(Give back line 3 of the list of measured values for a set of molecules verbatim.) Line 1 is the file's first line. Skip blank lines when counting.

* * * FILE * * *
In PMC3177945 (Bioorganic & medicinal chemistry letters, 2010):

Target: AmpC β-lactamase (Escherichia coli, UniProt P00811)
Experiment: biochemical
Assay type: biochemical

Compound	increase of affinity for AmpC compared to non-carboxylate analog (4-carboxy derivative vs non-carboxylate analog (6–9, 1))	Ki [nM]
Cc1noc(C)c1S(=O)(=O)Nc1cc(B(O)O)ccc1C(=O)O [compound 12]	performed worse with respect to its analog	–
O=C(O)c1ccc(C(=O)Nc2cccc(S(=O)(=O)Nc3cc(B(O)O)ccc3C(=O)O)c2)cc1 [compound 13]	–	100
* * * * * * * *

Experiment: biochemical